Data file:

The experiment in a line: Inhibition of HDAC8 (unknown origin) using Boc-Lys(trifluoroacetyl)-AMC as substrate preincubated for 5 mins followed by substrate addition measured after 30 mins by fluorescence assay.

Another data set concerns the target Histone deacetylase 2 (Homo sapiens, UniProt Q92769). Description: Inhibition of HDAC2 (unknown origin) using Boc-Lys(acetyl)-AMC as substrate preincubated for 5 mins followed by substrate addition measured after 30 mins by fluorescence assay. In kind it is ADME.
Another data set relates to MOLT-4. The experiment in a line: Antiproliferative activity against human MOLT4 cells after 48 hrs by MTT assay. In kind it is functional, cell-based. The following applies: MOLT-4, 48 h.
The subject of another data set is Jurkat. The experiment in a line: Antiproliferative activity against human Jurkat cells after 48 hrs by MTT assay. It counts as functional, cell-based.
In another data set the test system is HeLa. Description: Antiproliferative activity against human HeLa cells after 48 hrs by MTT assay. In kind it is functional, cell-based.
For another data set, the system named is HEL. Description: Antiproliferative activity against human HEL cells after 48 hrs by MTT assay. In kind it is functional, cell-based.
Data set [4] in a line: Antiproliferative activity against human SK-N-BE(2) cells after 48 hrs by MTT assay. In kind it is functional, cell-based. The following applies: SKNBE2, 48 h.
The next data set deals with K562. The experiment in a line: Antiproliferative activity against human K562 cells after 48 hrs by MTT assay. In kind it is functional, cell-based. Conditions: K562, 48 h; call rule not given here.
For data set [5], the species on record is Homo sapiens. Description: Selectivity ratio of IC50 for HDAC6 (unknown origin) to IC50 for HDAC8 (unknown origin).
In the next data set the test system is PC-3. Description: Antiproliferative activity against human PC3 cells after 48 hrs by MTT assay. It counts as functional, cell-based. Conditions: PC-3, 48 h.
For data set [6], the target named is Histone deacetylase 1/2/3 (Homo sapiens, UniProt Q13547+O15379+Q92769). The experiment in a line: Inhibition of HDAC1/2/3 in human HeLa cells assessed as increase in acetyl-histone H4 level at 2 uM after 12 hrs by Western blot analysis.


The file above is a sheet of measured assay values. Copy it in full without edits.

The experiment in a line: Inhibition of HDAC8 (unknown origin) using Boc-Lys(trifluoroacetyl)-AMC as substrate preincubated for 5 mins followed by substrate addition measured after 30 mins by fluorescence assay.

Another data set concerns the target Histone deacetylase 2 (Homo sapiens, UniProt Q92769). Description: Inhibition of HDAC2 (unknown origin) using Boc-Lys(acetyl)-AMC as substrate preincubated for 5 mins followed by substrate addition measured after 30 mins by fluorescence assay. In kind it is ADME.
Another data set relates to MOLT-4. The experiment in a line: Antiproliferative activity against human MOLT4 cells after 48 hrs by MTT assay. In kind it is functional, cell-based. The following applies: MOLT-4, 48 h.
The subject of another data set is Jurkat. The experiment in a line: Antiproliferative activity against human Jurkat cells after 48 hrs by MTT assay. It counts as functional, cell-based.
In another data set the test system is HeLa. Description: Antiproliferative activity against human HeLa cells after 48 hrs by MTT assay. In kind it is functional, cell-based.
For another data set, the system named is HEL. Description: Antiproliferative activity against human HEL cells after 48 hrs by MTT assay. In kind it is functional, cell-based.
Data set [4] in a line: Antiproliferative activity against human SK-N-BE(2) cells after 48 hrs by MTT assay. In kind it is functional, cell-based. The following applies: SKNBE2, 48 h.
The next data set deals with K562. The experiment in a line: Antiproliferative activity against human K562 cells after 48 hrs by MTT assay. In kind it is functional, cell-based. Conditions: K562, 48 h; call rule not given here.
For data set [5], the species on record is Homo sapiens. Description: Selectivity ratio of IC50 for HDAC6 (unknown origin) to IC50 for HDAC8 (unknown origin).
In the next data set the test system is PC-3. Description: Antiproliferative activity against human PC3 cells after 48 hrs by MTT assay. It counts as functional, cell-based. Conditions: PC-3, 48 h.
For data set [6], the target named is Histone deacetylase 1/2/3 (Homo sapiens, UniProt Q13547+O15379+Q92769). The experiment in a line: Inhibition of HDAC1/2/3 in human HeLa cells assessed as increase in acetyl-histone H4 level at 2 uM after 12 hrs by Western blot analysis.